Legislation would provide more rights to guide dog trainers
She strapped the almost 2-year-old Goldador into his harness Thursday afternoon and he was immediately in work mode.
As they approached a corner, Gerrity tapped a pole.
“Find your post,” she said.
A focused Kenny stopped and looked to the pole.
His reward, a few pats on the head and his fair share of “good boy.”
“He works for affection,” Gerrity said.
Gerrity has been training service dogs such as Kenny at Southeastern Guide Dogs for the past three years. A big part of that training includes getting dogs familiar with social settings.
Those public outings don’t always go smoothly, however, and have actually helped spark a bipartisan push in the Florida Legislature to increase the rights of individuals who train guide dogs.
“We have heard of places where puppy raisers are asked to leave, and guide dog users have been kicked out of restaurants when they have every right to be there,” said Jennifer Bement, public relations specialist at Southeastern Guide Dogs. “Guide dogs do have full access rights anywhere the general public can go.”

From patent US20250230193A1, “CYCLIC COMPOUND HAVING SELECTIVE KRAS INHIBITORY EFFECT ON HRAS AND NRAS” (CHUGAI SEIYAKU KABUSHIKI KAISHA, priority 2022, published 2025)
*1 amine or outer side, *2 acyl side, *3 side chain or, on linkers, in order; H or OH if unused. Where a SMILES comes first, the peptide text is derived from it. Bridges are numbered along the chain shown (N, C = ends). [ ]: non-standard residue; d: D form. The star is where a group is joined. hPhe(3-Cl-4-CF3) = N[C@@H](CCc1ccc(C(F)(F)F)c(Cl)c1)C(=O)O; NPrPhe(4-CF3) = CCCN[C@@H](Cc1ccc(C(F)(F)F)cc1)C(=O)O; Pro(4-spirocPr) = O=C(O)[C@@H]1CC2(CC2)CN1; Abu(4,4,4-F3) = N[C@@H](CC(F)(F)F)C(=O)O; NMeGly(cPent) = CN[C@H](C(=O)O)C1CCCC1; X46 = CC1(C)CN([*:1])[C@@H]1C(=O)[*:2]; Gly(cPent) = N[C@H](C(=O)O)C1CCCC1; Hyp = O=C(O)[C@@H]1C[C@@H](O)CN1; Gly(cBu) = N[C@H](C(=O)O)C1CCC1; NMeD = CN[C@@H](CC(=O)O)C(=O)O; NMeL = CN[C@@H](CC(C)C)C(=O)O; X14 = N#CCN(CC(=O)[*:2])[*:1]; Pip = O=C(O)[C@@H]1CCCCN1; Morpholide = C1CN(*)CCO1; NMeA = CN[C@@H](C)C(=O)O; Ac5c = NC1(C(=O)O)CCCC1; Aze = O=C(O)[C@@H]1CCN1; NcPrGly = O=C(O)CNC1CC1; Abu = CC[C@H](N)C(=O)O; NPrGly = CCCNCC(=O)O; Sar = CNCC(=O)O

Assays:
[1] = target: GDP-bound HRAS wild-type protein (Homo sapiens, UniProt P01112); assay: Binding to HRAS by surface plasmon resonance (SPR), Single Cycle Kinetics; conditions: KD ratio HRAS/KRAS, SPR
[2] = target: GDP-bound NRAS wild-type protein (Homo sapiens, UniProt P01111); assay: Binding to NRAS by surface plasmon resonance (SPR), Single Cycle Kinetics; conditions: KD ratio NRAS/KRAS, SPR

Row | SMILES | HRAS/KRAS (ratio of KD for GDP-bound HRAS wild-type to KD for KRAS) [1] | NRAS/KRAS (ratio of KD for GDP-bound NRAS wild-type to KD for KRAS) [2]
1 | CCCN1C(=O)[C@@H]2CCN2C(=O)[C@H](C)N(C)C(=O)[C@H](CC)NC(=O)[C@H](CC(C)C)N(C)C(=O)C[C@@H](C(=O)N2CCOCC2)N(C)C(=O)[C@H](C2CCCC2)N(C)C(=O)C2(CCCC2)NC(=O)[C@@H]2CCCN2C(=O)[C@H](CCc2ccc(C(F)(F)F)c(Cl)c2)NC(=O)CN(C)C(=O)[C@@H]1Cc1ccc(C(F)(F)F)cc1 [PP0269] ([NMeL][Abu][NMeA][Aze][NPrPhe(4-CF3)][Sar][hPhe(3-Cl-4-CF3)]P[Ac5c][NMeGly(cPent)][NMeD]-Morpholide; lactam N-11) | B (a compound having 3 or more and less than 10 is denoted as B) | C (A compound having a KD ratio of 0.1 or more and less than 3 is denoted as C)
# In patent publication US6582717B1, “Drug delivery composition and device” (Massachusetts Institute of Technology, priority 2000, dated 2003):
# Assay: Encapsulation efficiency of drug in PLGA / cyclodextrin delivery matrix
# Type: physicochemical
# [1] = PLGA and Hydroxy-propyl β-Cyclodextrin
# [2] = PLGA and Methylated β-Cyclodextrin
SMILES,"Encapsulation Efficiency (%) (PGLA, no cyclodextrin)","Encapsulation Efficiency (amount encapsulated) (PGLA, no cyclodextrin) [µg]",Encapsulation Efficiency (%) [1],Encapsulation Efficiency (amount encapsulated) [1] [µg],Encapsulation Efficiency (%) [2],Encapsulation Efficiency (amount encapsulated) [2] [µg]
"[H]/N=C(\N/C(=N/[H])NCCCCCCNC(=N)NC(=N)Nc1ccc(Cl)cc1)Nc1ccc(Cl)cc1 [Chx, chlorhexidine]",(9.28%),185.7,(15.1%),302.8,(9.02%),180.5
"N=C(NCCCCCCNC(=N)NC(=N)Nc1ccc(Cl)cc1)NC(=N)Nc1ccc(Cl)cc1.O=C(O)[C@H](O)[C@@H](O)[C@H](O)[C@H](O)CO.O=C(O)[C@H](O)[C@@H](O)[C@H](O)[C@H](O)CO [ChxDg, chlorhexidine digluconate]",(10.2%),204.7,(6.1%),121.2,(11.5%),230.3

In order for a dog to be well trained, he or she needs exposure to public situations as a puppy, Bement explained.
Gerrity said she has been kicked out of restaurants and shopping malls, and has had trouble getting onto planes because people wrongfully assume she isn’t allowed to have the animal.
“It feels terrible,” Gerrity said. “It feels like they’re treating me like a second-class citizen.”
To combat discrimination of any kind against those who train service animals, House Bill 1077 is being sponsored by State Rep. Rick Kriseman, D-St. Petersburg.